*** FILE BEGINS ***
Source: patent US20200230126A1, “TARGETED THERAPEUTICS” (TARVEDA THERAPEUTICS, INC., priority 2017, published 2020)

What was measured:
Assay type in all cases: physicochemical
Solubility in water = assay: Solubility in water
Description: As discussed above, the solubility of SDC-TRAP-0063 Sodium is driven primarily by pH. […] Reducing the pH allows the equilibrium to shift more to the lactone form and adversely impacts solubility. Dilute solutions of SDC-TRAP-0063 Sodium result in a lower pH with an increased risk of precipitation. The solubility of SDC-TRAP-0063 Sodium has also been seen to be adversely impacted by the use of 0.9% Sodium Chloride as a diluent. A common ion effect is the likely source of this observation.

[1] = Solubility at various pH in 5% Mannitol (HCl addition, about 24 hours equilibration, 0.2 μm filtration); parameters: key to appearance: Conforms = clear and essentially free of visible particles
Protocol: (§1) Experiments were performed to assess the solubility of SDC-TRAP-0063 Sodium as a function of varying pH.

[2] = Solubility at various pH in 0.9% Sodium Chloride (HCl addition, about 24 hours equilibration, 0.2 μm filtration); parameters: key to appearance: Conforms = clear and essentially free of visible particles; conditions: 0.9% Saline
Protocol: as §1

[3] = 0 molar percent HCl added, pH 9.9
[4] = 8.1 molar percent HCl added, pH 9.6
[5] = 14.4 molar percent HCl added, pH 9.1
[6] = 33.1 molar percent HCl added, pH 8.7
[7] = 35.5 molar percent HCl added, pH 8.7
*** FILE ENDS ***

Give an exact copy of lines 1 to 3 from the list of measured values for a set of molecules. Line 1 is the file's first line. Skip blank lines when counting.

Source: patent US20200230126A1, “TARGETED THERAPEUTICS” (TARVEDA THERAPEUTICS, INC., priority 2017, published 2020)

What was measured:
Assay type in all cases: physicochemical